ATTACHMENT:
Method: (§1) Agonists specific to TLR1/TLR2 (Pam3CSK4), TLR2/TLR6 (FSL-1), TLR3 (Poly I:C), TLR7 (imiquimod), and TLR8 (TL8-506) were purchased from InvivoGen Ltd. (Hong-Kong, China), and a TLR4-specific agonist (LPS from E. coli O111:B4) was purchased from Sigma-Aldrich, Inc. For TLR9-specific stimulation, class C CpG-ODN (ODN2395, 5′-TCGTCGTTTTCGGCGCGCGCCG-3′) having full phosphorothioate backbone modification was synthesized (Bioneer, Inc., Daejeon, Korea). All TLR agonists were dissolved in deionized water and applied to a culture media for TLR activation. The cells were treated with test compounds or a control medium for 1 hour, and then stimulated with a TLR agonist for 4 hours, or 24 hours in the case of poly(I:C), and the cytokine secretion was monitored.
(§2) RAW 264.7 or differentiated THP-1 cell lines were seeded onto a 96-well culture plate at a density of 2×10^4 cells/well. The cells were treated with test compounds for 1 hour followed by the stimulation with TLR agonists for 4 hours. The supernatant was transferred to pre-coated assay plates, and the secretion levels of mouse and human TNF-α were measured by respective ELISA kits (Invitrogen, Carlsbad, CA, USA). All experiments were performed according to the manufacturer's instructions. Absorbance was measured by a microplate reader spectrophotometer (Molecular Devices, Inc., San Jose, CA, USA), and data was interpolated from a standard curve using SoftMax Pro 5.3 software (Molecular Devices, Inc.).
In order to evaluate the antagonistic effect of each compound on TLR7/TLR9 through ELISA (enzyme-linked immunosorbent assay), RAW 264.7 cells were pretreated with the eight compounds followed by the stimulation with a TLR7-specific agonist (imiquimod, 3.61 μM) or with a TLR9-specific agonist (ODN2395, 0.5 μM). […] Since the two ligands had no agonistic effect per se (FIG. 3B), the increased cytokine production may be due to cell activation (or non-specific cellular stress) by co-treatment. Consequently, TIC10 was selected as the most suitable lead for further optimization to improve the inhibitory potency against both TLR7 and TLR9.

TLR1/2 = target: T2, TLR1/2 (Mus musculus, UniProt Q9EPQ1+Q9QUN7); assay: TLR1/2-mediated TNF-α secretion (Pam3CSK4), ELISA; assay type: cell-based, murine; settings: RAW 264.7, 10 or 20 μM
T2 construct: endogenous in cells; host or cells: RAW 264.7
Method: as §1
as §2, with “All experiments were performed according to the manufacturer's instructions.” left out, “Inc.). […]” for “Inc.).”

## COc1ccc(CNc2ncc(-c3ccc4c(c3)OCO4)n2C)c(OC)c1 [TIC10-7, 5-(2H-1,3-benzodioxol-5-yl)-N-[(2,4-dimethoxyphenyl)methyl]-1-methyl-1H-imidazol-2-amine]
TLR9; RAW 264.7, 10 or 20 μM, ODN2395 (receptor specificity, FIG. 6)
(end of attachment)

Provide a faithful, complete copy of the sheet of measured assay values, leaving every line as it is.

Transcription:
Method: (§1) Agonists specific to TLR1/TLR2 (Pam3CSK4), TLR2/TLR6 (FSL-1), TLR3 (Poly I:C), TLR7 (imiquimod), and TLR8 (TL8-506) were purchased from InvivoGen Ltd. (Hong-Kong, China), and a TLR4-specific agonist (LPS from E. coli O111:B4) was purchased from Sigma-Aldrich, Inc. For TLR9-specific stimulation, class C CpG-ODN (ODN2395, 5′-TCGTCGTTTTCGGCGCGCGCCG-3′) having full phosphorothioate backbone modification was synthesized (Bioneer, Inc., Daejeon, Korea). All TLR agonists were dissolved in deionized water and applied to a culture media for TLR activation. The cells were treated with test compounds or a control medium for 1 hour, and then stimulated with a TLR agonist for 4 hours, or 24 hours in the case of poly(I:C), and the cytokine secretion was monitored.
(§2) RAW 264.7 or differentiated THP-1 cell lines were seeded onto a 96-well culture plate at a density of 2×10^4 cells/well. The cells were treated with test compounds for 1 hour followed by the stimulation with TLR agonists for 4 hours. The supernatant was transferred to pre-coated assay plates, and the secretion levels of mouse and human TNF-α were measured by respective ELISA kits (Invitrogen, Carlsbad, CA, USA). All experiments were performed according to the manufacturer's instructions. Absorbance was measured by a microplate reader spectrophotometer (Molecular Devices, Inc., San Jose, CA, USA), and data was interpolated from a standard curve using SoftMax Pro 5.3 software (Molecular Devices, Inc.).
In order to evaluate the antagonistic effect of each compound on TLR7/TLR9 through ELISA (enzyme-linked immunosorbent assay), RAW 264.7 cells were pretreated with the eight compounds followed by the stimulation with a TLR7-specific agonist (imiquimod, 3.61 μM) or with a TLR9-specific agonist (ODN2395, 0.5 μM). […] Since the two ligands had no agonistic effect per se (FIG. 3B), the increased cytokine production may be due to cell activation (or non-specific cellular stress) by co-treatment. Consequently, TIC10 was selected as the most suitable lead for further optimization to improve the inhibitory potency against both TLR7 and TLR9.

TLR1/2 = target: T2, TLR1/2 (Mus musculus, UniProt Q9EPQ1+Q9QUN7); assay: TLR1/2-mediated TNF-α secretion (Pam3CSK4), ELISA; assay type: cell-based, murine; settings: RAW 264.7, 10 or 20 μM
T2 construct: endogenous in cells; host or cells: RAW 264.7
Method: as §1
as §2, with “All experiments were performed according to the manufacturer's instructions.” left out, “Inc.). […]” for “Inc.).”

## COc1ccc(CNc2ncc(-c3ccc4c(c3)OCO4)n2C)c(OC)c1 [TIC10-7, 5-(2H-1,3-benzodioxol-5-yl)-N-[(2,4-dimethoxyphenyl)methyl]-1-methyl-1H-imidazol-2-amine]
TLR9; RAW 264.7, 10 or 20 μM, ODN2395 (receptor specificity, FIG. 6)